• Govt employs many economists for policy advice. E.g., the U.S. President has a Council of Economic Advisors, which the author of this textbook recently chaired.

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A c t i v e l e a r n i n g 3 identifying positive vs normative

ACTIVE LEARNING 3: Identifying positive vs. normative

Which of these statements are “positive” and which are “normative”? How can you tell the difference?

a.Prices rise when the government increases the quantity of money.

b.The government should print less money.

c.A tax cut is needed to stimulate the economy.

d.An increase in the price of gasoline will cause an increase in consumer demand for video rentals.

33


A c t i v e l e a r n i n g 3 answers

ACTIVE LEARNING 3: Answers

a.Prices rise when the government increases the quantity of money.

Positive, describes a relationship, could use data to confirm or refute.

b.The government should print less money.

Normative, this is a value judgment, cannot be confirmed or refuted.

34


A c t i v e l e a r n i n g 3 answers1

ACTIVE LEARNING 3: Answers

c.A tax cut is needed to stimulate the economy.

Normative, another value judgment.

d.An increase in the price of gasoline will cause an increase in consumer demand for video rentals.

Positive, describes a relationship. Note that a statement need not be true to be positive.

35


Why economists disagree

Why Economists Disagree

  • Economists often give conflicting policy advice.

  • They sometimes disagree about the validity of alternative positive theories about the world.

  • They may have different values and, therefore, different normative views about what policy should try to accomplish.

  • Yet, there are many propositions about which most economists agree.

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Propositions about which most economists agree and agreeing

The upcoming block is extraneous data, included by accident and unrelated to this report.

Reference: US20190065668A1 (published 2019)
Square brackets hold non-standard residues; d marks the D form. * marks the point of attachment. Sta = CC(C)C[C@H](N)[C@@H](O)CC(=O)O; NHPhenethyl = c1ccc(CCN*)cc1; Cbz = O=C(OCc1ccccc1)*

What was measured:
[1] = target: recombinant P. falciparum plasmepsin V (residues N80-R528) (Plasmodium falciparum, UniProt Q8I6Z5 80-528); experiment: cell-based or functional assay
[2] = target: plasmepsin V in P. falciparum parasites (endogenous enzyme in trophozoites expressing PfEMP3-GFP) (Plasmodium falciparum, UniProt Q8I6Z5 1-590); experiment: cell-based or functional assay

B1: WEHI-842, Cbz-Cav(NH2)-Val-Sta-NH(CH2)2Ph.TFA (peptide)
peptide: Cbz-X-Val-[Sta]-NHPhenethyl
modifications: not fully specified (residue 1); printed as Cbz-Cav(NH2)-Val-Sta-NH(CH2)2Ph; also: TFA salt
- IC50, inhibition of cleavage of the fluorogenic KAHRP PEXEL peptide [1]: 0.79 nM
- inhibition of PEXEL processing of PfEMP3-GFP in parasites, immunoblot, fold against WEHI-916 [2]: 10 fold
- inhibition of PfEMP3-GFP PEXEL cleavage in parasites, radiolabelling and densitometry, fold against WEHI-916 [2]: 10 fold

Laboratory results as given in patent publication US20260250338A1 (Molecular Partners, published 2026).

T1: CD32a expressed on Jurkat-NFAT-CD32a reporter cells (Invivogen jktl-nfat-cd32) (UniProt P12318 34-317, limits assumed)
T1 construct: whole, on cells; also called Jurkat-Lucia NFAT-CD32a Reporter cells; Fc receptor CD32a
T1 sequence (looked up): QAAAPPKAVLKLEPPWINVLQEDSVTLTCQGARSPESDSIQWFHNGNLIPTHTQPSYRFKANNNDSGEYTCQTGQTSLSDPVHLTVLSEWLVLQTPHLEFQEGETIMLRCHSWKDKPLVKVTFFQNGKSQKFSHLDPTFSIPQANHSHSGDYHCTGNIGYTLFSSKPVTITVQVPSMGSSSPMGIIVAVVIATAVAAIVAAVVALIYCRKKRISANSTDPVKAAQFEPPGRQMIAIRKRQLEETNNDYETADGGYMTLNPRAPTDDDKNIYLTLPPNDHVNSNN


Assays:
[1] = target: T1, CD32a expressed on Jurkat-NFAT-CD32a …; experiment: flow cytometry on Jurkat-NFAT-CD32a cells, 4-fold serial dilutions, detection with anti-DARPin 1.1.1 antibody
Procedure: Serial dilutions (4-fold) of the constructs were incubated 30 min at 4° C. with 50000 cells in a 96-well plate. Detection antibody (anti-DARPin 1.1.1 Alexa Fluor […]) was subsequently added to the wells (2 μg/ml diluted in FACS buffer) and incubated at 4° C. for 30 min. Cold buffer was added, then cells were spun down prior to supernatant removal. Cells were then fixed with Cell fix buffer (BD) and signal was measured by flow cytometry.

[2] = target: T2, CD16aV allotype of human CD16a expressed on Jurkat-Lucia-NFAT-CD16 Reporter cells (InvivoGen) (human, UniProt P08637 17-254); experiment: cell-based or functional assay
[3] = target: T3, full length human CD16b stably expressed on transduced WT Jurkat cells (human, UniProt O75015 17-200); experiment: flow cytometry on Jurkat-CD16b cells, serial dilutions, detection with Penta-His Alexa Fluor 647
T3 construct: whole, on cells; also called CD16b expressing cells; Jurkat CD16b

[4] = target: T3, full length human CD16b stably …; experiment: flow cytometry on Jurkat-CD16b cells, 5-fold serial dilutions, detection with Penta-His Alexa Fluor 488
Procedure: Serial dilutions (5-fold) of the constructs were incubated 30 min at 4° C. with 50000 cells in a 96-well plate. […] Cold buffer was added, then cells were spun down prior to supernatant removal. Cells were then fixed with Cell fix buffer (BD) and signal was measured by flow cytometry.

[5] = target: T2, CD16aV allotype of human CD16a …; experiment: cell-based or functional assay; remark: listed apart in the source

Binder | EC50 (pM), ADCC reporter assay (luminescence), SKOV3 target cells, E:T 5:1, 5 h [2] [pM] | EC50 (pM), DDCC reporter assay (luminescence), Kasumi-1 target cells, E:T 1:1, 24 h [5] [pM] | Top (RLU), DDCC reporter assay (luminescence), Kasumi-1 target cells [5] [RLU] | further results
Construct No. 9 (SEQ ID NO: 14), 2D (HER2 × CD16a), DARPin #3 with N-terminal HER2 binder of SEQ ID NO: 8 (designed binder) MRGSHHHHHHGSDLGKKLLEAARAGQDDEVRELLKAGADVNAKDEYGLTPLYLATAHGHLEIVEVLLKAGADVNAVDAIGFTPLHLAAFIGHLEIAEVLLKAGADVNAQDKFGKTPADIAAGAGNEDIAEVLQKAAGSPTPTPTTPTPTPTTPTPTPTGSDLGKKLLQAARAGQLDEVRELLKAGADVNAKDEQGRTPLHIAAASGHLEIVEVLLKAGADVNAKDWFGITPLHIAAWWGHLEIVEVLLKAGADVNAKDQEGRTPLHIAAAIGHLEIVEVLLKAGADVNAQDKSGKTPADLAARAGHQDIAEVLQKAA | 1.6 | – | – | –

Propositions about Which Most Economists Agree (and % agreeing)

  • A ceiling on rents reduces the quantity and quality of housing available. (93%)

  • Tariffs and import quotas usually reduce general economic welfare. (93%)

  • A large federal budget deficit has an adverse effect on the economy. (83%)

  • A minimum wage increases unemployment among young and unskilled workers. (79%)

  • Effluent taxes and marketable pollution permits represent a better approach to pollution control than imposition of pollution ceilings. (78%)

CHAPTER 2 THINKING LIKE AN ECONOMIST


Fyi who studies economics

FYI: Who Studies Economics?

  • Ronald Reagan, President of the United States

  • Barbara Boxer, U.S. Senator

  • Sandra Day-O’Connor, Supreme Court Justice

  • Anthony Zinni, General, U.S. Marine Corps

  • Kofi Annan, Secretary General, United Nations

  • Meg Witman, Chief Executive Officer, eBay

  • Steve Ballmer, Chief Executive Officer, Microsoft

  • John Elway, NFL Quarterback

  • Tiger Woods, Golfer

  • Ben Stein, Political Speechwriter, Actor, Game Show Host

  • Arnold Schwarzenegger, Governor of California, Actor

  • Mick Jagger, Singer for the Rolling Stones

CHAPTER 2 THINKING LIKE AN ECONOMIST


Chapter summary

CHAPTER SUMMARY

  • As scientists, economists try to explain the world using models with appropriate assumptions.

  • Two simple models are the Circular-Flow Diagram and the Production Possibilities Frontier.

  • Microeconomics studies the behavior of consumers and firms, and their interactions in markets. Macroeconomics studies the economy as a whole.

  • As policy advisers, economists offer advice on how to improve the world.

CHAPTER 2 THINKING LIKE AN ECONOMIST